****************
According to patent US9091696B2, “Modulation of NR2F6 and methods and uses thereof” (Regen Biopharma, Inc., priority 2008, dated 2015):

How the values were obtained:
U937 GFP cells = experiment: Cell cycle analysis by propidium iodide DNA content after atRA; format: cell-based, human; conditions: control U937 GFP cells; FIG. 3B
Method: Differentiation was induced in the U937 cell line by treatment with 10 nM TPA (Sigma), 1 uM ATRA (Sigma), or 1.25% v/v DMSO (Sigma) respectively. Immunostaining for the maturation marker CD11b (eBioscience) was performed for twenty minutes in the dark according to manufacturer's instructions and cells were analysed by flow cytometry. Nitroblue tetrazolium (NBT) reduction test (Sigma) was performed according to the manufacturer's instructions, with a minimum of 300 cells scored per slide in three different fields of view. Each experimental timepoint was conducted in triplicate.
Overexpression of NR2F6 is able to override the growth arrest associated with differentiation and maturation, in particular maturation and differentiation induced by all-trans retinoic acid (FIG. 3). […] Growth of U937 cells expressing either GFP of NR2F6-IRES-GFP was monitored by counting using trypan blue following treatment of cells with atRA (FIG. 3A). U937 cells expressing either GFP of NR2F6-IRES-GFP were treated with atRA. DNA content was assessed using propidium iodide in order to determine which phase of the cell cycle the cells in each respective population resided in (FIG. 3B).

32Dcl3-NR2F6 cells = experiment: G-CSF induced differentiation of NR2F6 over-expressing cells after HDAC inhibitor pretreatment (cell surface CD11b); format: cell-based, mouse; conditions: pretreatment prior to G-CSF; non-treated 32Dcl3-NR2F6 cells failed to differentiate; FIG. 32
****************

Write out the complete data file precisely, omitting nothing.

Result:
According to patent US9091696B2, “Modulation of NR2F6 and methods and uses thereof” (Regen Biopharma, Inc., priority 2008, dated 2015):

How the values were obtained:
U937 GFP cells = experiment: Cell cycle analysis by propidium iodide DNA content after atRA; format: cell-based, human; conditions: control U937 GFP cells; FIG. 3B
Method: Differentiation was induced in the U937 cell line by treatment with 10 nM TPA (Sigma), 1 uM ATRA (Sigma), or 1.25% v/v DMSO (Sigma) respectively. Immunostaining for the maturation marker CD11b (eBioscience) was performed for twenty minutes in the dark according to manufacturer's instructions and cells were analysed by flow cytometry. Nitroblue tetrazolium (NBT) reduction test (Sigma) was performed according to the manufacturer's instructions, with a minimum of 300 cells scored per slide in three different fields of view. Each experimental timepoint was conducted in triplicate.
Overexpression of NR2F6 is able to override the growth arrest associated with differentiation and maturation, in particular maturation and differentiation induced by all-trans retinoic acid (FIG. 3). […] Growth of U937 cells expressing either GFP of NR2F6-IRES-GFP was monitored by counting using trypan blue following treatment of cells with atRA (FIG. 3A). U937 cells expressing either GFP of NR2F6-IRES-GFP were treated with atRA. DNA content was assessed using propidium iodide in order to determine which phase of the cell cycle the cells in each respective population resided in (FIG. 3B).

32Dcl3-NR2F6 cells = experiment: G-CSF induced differentiation of NR2F6 over-expressing cells after HDAC inhibitor pretreatment (cell surface CD11b); format: cell-based, mouse; conditions: pretreatment prior to G-CSF; non-treated 32Dcl3-NR2F6 cells failed to differentiate; FIG. 32